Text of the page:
6 HIPAA Facts Every Medical Professional Should Know

In the medical profession, the interest of the patients come first. Regulations and procedures are meant to be followed to protect and safeguard the patient’s information regarding their health. Without doing so, you potentially risk your patient’s medical records getting out there for people to see. The increase in technology and electronic use in hospitals can help others gain medical records that are not theirs through hacking of computer systems. As a result, medical records can be compromised. The Protected Health Information (PHI) under the Health Insurance Portability and Accountability Act is then in jeopardy because of the breach.

To avoid such occurrences from happening, here are 6 facts you should know as a professional in medicine.

1- Protection of health information is crucial.

Health care professionals should safeguard their patient’s health records. Authorized people should only be the ones to access that kind of information. When a patient comes to the hospital for treatment or check-ups, a medical report is put together concerning the patient’s health and compiled electronically or in written material. The material compiled should be safeguarded. The Protection of Health Information (PHI), is said to give patients greater access to their medical records when they need them as well as preserving that information from outsiders. The patients should be the ones to decide how their medical records are shared and disclosed. HIPAA has provided ways in which medical information is protected and has lessened the risk of it becoming public knowledge.

2- HIPAA Violations can be costly.

As a medical practitioner, you should maintain and uphold the rules. Failure to that, severe consequences might occur. The violations tend to be costly to health organizations. This violation means that the entity has not maintained the regulations concerning the Protection of Health Information (PHI).

3- Communication with the patient is and should be confidential.

Under the privacy act, the conversations between the doctor and his/her patients should be confidential and unless compelled by law, should not be disclosed to any third party. If the patient, for instance, insists that the information gathered should be between the two of you, then that information should remain undisclosed. Also, the doctor should give the patient a form to fill in. The form provides clear information on how a plan will be used to secure, keep and disclose information.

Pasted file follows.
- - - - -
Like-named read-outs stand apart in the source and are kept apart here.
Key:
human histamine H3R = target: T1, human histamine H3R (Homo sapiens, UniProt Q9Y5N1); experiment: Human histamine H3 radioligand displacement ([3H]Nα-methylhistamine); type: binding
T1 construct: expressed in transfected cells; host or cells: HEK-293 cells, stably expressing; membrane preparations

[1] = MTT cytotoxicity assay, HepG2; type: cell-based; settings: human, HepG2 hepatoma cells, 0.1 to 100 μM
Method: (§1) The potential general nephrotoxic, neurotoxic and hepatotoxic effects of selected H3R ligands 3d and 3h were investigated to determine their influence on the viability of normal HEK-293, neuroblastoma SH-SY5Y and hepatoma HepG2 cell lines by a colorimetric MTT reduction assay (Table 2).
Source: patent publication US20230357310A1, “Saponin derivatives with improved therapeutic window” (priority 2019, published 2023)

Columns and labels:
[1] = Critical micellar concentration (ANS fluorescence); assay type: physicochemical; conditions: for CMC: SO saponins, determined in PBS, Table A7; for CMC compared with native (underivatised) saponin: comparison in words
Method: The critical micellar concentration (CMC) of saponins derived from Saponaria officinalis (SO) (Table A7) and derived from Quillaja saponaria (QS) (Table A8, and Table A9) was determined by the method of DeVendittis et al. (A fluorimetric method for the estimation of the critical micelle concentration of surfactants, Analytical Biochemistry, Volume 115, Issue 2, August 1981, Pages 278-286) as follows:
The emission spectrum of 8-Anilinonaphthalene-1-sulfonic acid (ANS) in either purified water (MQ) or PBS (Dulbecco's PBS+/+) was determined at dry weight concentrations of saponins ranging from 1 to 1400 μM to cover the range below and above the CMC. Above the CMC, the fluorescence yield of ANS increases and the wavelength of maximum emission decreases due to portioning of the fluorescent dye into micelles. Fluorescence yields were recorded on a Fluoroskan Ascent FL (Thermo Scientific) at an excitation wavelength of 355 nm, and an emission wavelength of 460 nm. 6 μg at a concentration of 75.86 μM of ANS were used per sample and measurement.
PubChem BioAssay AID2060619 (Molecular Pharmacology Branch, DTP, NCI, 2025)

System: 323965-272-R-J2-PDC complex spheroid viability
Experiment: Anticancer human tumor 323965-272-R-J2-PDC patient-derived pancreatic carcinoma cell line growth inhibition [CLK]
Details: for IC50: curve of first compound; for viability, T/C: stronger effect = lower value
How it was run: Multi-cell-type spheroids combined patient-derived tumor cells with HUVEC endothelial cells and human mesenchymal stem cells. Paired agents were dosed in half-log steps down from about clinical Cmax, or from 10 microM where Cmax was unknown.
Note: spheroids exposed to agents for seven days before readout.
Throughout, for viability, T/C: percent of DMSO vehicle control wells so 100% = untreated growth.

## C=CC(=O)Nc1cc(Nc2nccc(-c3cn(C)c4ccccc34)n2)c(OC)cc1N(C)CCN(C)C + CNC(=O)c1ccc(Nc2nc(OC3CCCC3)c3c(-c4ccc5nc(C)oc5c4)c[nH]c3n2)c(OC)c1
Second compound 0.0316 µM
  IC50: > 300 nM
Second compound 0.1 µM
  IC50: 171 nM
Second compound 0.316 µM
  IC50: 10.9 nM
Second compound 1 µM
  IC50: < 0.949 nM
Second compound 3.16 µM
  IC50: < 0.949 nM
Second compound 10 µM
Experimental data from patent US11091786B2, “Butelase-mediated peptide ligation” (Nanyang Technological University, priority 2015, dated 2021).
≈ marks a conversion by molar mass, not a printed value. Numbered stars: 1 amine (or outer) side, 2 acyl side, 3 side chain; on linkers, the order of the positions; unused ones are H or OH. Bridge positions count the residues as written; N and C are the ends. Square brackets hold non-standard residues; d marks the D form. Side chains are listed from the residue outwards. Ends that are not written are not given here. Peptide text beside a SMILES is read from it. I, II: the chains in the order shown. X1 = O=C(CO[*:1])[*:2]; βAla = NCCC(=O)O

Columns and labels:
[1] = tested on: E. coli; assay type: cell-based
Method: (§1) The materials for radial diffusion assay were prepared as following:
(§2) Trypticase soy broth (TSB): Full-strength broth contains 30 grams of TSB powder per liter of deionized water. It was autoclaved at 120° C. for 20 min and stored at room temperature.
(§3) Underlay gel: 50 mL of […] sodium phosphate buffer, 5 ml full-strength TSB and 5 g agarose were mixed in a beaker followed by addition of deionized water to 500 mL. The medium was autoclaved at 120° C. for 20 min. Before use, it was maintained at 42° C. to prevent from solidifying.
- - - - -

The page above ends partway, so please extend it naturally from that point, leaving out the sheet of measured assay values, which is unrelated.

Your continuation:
4- HIPAA is used to reduce health care abuse and fraud.

Healthcare abuse and fraud is a serious offense under the law. These offenses include: Falsifying medical documents, receiving higher payments by altering claim forms and billing services that have not been rendered among others. To prove that these offenses have indeed been committed, the government must and should determine that it is indeed intentional, willful and knowing.

5- Information about the patient can be disclosed to the family if it warrants it.

The patient’s medical records can be shared with the family if the case is severe. The information can be disclosed without written consent from the patients. If the medical documentation does not warrant the sharing of information to family, it is therefore required for the doctor to keep confidential.

6- Personal health information cannot be disclosed with your employers.

The information is shared with the patient’s consent. If there is no written consent, then it cannot be revealed to the employer. The written permission should include; the data to be shared and who is sharing the information. Other than that, if the patient has not signed on to health reports being disclosed, it should remain confidential. Sharing without the patient’s consent is a violation of trust.
There are many facts to consider when it comes to HIPAA. As a medical practitioner, staying within the regulations is what’s best to avoid problems with patients and most importantly, the government.
Following the rules will keep your medical license safe from being evoked. HIPAA is a serious act that ensures the safety of patients from privacy violation. An array of rights have been set to ensure that every regulation is followed. The rights are balanced so that it allows the disclosure of personal health information needed for patient care.

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